I appreciate that people all across the socioeconomic spectrum drink and that people with problems are not limited to any specific group. However, the point I have been trying to make is that the proportionate amount of tax a person pays relative to the amount of money he or she has in his or her pocket is greater if the person has less money in his or her pocket. If people are on a lower wage and the tax on their drink is increased, that will hit those people harder than those on a higher wage. That is the reason we believe it is a disproportionate tax and that to try to cloak this increase as a measure to curb drinking is a fallacy. The increases in the cost of drink over the past number of years have not caused a reduction in the number of people showing up at alcohol addiction centres across the country.
An Leas-Chathaoirleach: There is so much talk about alcohol on this Bill that we are in danger of becoming inebriated.
Deputy Brian Hayes: With regard to the remarks made by Senator MacSharry, the Minister has spoken about this publicly and would like to find a solution to the issue. He makes a compelling case with regard to what would happen if we were not able to obtain funds in this area which could be used for the purpose of running the type of campaign he would like to run. The legal advice is that the lid-on argument or some kind of tax on container use would lead us to fall foul of the EU directives in this area. Needless to say, we cannot move in a direction where legal advice is clear we would not be successful. However, we are looking at other means of doing it. We have asked the industry to look closely at the issue also. I assure the Deputy we have an open mind as to how we can achieve the objective all sides would like to achieve here, because this is a serious issue which affects every part of our country. On Senator Barrett's point, the Minister has put on the record his strong opposition to below-cost selling, which fuels the consumption of alcohol in an irresponsible and disproportionate way. We have a responsibility to address this, but the issue is how to address it and we are examining that closely.
This section has provoked an interesting discussion on the objective of section 58. The expected yield from the increase is approximately €180 million in a full year. That is a lot of money in any man's language and is a significant amount of additional revenue. Therefore, if one was to go against this, one would need to provide an alternative source of income. Excise duty on beer has not increased since 1994. Budget 2010 reduced the excise duty on a pint of beer by 12 cent, so this increase of 10 cent leaves the excise duty on beer below the pre-budget 2010 level. The increases in the tax on alcoholic beverages are proportionate. Wine goes up by €1 and beer has increased by 10 cent, but I will not draw any conclusions with regard to who drinks what.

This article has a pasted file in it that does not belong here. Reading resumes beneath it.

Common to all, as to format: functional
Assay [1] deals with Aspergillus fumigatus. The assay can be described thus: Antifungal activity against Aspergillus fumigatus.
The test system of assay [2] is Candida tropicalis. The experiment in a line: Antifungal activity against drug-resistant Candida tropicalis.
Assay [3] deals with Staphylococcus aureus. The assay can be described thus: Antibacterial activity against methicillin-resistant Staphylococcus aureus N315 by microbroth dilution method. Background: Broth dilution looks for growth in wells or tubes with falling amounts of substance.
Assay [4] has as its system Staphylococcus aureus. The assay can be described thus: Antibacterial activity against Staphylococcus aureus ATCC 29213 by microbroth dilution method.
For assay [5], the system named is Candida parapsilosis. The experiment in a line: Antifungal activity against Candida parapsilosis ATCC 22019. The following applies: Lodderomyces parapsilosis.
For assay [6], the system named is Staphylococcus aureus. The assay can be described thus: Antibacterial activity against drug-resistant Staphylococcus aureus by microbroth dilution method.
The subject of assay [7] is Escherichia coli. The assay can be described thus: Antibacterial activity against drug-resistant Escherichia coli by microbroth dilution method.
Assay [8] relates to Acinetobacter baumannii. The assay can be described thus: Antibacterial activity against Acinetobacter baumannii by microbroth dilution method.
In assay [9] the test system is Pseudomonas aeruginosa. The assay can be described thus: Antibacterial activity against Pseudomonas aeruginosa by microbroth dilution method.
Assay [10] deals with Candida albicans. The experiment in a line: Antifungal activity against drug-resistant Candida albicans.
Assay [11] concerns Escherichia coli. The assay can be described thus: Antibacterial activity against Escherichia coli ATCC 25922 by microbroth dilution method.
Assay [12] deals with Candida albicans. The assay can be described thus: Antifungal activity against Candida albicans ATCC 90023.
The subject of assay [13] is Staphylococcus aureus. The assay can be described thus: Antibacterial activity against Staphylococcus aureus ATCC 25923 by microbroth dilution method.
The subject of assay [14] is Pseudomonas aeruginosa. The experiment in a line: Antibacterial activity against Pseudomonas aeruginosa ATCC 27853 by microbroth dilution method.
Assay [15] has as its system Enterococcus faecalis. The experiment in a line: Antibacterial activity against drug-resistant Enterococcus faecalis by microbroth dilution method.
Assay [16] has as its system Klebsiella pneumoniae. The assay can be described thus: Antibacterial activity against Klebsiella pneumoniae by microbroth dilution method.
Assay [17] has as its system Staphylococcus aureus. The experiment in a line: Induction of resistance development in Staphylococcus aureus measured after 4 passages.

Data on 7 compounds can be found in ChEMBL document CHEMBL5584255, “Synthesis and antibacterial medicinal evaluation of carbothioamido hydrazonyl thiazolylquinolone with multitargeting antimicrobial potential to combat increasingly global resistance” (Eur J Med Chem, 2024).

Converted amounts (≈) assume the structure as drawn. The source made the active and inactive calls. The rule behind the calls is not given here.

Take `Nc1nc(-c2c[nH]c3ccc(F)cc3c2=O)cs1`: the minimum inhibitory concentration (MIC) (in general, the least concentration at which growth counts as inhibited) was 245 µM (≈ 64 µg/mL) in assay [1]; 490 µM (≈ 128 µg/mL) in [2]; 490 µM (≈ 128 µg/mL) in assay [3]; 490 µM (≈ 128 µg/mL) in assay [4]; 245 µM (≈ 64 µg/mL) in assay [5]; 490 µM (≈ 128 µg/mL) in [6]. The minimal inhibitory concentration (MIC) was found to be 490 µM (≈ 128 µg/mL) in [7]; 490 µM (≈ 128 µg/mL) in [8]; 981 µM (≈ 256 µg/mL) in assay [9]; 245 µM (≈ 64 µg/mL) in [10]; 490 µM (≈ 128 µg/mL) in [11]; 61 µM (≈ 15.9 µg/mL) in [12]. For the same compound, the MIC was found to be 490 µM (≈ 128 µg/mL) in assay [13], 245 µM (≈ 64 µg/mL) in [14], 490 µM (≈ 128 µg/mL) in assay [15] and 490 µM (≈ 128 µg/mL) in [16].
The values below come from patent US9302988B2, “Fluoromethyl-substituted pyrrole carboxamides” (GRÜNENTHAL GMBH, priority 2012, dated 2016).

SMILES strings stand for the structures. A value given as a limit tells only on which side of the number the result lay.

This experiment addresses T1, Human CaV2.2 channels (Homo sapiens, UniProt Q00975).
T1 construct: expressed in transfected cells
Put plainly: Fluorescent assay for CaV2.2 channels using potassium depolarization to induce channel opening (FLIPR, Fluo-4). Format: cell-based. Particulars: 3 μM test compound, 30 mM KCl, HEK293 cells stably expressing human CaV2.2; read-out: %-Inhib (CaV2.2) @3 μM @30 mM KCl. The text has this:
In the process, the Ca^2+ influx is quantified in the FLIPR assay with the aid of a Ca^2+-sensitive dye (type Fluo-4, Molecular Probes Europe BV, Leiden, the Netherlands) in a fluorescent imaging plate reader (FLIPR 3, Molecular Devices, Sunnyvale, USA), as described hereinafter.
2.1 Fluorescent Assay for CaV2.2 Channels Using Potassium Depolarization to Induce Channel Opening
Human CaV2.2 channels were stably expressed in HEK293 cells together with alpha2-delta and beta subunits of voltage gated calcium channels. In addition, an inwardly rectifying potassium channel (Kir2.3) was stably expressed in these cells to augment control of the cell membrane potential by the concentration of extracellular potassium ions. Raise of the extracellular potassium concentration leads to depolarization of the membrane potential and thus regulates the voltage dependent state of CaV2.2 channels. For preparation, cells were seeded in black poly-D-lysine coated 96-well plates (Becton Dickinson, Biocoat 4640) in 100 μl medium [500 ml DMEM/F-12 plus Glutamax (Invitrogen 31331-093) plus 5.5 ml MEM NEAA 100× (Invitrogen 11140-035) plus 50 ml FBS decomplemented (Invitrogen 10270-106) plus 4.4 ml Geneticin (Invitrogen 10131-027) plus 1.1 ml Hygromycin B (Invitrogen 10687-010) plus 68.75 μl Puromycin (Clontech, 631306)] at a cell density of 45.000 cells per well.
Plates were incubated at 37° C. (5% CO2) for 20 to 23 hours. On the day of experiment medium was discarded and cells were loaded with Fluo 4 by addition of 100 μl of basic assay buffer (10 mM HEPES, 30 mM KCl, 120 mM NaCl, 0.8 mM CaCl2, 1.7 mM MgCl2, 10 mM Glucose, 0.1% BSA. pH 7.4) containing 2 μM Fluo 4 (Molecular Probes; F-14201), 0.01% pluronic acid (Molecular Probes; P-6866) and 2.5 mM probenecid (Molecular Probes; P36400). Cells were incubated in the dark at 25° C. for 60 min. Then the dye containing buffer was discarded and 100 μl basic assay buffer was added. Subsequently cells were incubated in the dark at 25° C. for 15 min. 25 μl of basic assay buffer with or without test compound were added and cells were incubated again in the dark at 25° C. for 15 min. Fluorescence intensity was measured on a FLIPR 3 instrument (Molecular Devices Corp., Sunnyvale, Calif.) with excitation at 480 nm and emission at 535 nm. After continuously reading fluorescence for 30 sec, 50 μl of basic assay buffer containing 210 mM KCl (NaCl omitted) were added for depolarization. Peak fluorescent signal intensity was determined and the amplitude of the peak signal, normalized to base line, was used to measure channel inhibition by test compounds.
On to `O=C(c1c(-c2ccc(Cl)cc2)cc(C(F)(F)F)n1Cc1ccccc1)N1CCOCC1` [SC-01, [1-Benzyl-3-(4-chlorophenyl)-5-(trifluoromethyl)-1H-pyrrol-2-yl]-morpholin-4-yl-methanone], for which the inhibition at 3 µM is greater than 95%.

There has not been an increase in this area for some time and we believe that in the context of where the country is, it is necessary in trying to close the deficit that this sector makes some contribution. The additional revenue raised from this increase is not insignificant, at €180 million for a full year.
Senator Trevor Ó Clochartaigh: I thank the Minister of State for his response. I would like to come back to him with his logic on a previous section, where he rightly pointed out there were no tobacco companies in Ireland. However, there are alcohol companies here which are making substantial profits. Has the Minister considered taxing companies as opposed to taxing consumers directly? Would that bring in the projected €180 million? We understand that certain amounts of revenue must be raised from different sources. However we suggest that this measure directly targets consumers and takes the money straight from their pockets, leaving them no choice in the matter. If the Department is going after the money made in the drinks industry, why does it not go after the companies themselves?
Senator John Gilroy: We have seen in the past how the drinks industry has used increases in excise, VAT and so on to add its own additional surcharge also. Therefore, even if we taxed the industry, it would pass those increases on to the consumer. All we would be doing would be adding another level of administration and offering the drinks industry the opportunity to add its own surcharge on top.
Deputy Brian Hayes: Exactly. This is the historic argument. Recently I visited Midleton and I noted that the sale of Irish whiskey, in the context of the export market, is up by 30% in a year. A new vat has been ordered in Midleton and there is to be more production in other parts of the country. A whole cottage industry has been established around Irish whiskey and the branding of it. This brings us back to the point made by Senator Barrett. He spoke about the poor old Irish Parliamentary Party and there was a lot of sympathy for what it had to put up with at the time - all these new fellows who turned up in 1918 and so on. What happened was that when we gained our independence in one fell swoop, the British Empire turned upon us. Irish whiskey was the dominant brand at the time, but Scotch took over as a consequence of our independence. Of course, we were not helped by prohibition in the United States. I am glad to see that in the context of the export market, Irish whiskey is now taking a much more substantial part of the international whiskey market. As a result, this will bring more tax revenue to this country and more jobs and once again Irish whiskey will regain the place it lost in 1921.
Question put and agreed to.
Sections 59 and 60 agreed to.

Repository Staff Only: item control page